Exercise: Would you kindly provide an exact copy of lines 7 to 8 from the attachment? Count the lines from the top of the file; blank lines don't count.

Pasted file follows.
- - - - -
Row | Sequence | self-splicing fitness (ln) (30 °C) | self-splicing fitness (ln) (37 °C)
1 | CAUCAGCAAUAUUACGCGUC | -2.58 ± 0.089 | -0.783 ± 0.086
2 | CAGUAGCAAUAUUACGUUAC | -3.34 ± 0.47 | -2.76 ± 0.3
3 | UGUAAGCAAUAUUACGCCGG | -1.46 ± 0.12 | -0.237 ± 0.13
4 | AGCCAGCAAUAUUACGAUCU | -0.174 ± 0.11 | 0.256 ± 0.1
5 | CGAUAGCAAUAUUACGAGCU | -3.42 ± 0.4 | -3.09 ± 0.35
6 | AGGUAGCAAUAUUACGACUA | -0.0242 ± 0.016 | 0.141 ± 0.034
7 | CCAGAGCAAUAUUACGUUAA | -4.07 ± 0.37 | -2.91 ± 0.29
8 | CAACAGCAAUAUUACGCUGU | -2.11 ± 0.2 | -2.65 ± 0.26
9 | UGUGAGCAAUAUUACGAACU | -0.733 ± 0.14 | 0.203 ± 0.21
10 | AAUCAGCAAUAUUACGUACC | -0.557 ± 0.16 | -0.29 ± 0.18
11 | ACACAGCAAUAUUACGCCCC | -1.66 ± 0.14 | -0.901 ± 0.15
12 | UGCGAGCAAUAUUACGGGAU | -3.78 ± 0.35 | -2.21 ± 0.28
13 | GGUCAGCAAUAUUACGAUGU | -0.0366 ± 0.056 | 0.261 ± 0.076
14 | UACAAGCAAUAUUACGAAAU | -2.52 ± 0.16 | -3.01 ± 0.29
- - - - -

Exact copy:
6 | AGGUAGCAAUAUUACGACUA | -0.0242 ± 0.016 | 0.141 ± 0.034
7 | CCAGAGCAAUAUUACGUUAA | -4.07 ± 0.37 | -2.91 ± 0.29